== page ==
"The decision wasn't easy," Arron told the Associated Press of his choice to forego his senior year at UCLA and enter the NBA Draft. "I did this for my personal growth, my happiness and where I felt I should be as an individual, what can get me to compete and be the best basketball player I can be."

As difficult of a decision as it was for Arron — particularly because he’d come so close to achieving his goal of bringing another national title to UCLA — it’d be hard to argue it was the wrong one. As a two-time first-team Pac-10 selection, Arron felt he was ready for the challenge associated with playing at basketball’s highest level in the NBA.

Initially pegged as a second-rounder, Arron impressed teams during pre-draft workouts and his stock shot up. Detroit Pistons general manager Joe Dumars couldn’t help but fall in love with Arron’s prospects for NBA stardom after seeing the way he starred at UCLA. Dumars was particularly fond of Arron’s versatility as a defender.

“He’s a flat-out tough guy,” Dumars told the Los Angeles Daily News. “He’s a warrior. He’s a big-time scorer. I don’t think UCLA has the success they’ve had the last two years if he’s not the leading scorer, leading that team. I like the fact that Afflalo has been on that big stage, and he knows what it’s like. He’s not going to be intimidated.”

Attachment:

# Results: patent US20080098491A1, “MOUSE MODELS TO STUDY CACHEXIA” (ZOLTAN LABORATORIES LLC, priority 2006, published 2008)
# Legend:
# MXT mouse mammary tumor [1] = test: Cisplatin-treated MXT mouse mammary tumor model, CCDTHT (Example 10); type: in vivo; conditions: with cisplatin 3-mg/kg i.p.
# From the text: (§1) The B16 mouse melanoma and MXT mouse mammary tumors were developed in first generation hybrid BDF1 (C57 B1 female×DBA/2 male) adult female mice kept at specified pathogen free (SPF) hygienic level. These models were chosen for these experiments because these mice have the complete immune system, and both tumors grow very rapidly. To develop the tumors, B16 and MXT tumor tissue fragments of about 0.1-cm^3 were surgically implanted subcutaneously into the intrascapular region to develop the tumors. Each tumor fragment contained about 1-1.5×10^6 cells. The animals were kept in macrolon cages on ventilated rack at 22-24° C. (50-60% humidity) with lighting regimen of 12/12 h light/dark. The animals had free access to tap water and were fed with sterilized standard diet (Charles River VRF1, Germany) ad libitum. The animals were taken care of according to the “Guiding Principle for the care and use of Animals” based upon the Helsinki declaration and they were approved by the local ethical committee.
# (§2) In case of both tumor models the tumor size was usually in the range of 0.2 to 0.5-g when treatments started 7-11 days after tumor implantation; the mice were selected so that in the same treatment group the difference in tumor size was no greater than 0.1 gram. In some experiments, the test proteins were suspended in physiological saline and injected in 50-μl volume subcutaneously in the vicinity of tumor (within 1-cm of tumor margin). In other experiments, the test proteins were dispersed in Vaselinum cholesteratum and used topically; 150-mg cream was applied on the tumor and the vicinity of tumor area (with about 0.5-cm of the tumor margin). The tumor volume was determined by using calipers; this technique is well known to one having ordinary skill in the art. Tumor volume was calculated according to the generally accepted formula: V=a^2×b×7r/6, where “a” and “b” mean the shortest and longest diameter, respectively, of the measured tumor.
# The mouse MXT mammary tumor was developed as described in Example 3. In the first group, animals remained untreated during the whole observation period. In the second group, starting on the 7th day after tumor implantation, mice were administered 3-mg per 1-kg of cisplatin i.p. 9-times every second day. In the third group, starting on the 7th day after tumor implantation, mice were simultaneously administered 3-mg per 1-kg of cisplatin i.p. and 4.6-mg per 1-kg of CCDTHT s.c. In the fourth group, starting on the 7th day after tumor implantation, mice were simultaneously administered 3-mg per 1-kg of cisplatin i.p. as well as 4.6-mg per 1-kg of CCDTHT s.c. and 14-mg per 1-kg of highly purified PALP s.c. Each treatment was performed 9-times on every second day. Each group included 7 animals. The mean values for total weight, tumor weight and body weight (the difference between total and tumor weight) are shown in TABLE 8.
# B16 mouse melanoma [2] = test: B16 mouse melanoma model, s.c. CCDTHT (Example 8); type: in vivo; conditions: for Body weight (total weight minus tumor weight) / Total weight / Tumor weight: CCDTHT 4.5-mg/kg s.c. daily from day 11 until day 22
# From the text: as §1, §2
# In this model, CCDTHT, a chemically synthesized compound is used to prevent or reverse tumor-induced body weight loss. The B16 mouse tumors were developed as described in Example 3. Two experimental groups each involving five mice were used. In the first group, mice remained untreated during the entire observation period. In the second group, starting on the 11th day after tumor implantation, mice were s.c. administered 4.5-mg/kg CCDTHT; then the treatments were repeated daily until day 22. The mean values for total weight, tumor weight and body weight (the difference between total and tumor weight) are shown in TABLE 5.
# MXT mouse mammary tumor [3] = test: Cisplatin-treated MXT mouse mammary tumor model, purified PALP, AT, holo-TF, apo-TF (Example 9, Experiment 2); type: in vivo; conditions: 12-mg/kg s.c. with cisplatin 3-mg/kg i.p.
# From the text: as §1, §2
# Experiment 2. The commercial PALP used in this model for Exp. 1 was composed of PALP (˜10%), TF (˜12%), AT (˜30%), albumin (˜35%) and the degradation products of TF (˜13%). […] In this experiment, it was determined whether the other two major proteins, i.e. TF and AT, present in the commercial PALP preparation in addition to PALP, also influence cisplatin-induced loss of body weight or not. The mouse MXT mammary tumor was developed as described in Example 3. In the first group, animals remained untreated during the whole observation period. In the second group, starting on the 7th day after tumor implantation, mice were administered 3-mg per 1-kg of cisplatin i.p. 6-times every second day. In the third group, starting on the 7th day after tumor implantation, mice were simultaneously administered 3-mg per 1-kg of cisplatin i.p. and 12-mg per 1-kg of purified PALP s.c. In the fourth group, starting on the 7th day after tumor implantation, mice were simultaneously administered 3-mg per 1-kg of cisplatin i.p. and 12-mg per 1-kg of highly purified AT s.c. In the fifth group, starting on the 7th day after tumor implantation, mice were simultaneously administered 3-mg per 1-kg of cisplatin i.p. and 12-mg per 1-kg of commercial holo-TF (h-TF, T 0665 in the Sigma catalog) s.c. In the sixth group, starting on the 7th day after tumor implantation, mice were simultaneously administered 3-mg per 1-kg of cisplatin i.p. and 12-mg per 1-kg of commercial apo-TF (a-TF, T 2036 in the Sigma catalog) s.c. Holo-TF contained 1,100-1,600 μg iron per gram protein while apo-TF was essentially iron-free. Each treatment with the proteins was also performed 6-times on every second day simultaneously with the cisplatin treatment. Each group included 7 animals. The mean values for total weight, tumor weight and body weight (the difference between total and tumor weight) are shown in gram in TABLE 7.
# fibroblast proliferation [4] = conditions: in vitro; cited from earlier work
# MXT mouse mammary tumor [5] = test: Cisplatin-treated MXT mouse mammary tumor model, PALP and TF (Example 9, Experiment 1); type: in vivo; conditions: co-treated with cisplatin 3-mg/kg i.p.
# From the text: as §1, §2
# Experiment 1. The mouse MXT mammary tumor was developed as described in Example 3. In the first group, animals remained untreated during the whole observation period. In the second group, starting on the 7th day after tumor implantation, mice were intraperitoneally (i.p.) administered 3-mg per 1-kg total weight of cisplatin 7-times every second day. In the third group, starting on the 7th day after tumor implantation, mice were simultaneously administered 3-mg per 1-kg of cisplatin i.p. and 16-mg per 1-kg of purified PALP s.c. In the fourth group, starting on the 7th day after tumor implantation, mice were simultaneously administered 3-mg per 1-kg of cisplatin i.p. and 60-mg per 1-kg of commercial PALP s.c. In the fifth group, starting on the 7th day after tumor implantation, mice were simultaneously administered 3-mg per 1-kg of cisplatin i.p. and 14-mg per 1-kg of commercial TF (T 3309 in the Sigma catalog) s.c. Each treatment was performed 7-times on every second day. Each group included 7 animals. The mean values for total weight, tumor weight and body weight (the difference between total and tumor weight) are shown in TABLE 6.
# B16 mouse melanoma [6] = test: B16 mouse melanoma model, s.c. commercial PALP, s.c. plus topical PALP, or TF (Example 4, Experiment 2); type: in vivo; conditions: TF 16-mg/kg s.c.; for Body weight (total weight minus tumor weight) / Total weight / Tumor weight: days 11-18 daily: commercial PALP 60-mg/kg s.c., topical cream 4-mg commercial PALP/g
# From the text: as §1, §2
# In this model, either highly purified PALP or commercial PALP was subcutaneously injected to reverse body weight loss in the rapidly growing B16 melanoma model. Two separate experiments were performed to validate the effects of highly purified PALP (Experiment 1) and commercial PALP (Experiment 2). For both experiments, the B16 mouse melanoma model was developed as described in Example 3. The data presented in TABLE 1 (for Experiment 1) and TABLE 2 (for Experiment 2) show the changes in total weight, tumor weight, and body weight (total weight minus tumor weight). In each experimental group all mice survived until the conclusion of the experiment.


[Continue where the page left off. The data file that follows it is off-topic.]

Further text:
When his team came up at No. 27, Dumars made Arron a first round NBA draft choice and a Detroit Piston.

After functioning as a feature guard his final two years at UCLA, Arron admits that he had some difficulty adjusting to a new role with the Pistons. Though he averaged just 12.9 minutes per game as a rookie, his best performance of the season proved to be vital. He scored a then-career-high 15 points against Miami in late March to help seal a fourth-straight Central Division Title for the Pistons.

But in staying true to form, Arron deflected credit to his teammates.

"I'm out there with four All-Star-caliber players, so they aren't going to be paying much attention to me," he told the Associated Press. "I hit a couple shots early and that let me get comfortable."

Though Arron’s role increased in his second year in Detroit, he remained largely underutilized at 16.7 minutes per game. Still, he showed signs of a breakout as he shot over 43 percent from the floor and better than 40 percent from distance, earning the respect and praise of his teammates.

"He understands that he may not play a lot of minutes, but the minutes that he does get, he's going to come in and take advantage of them," Allen Iverson told mlive.com. "He's come in and given us a spark at both ends of the court."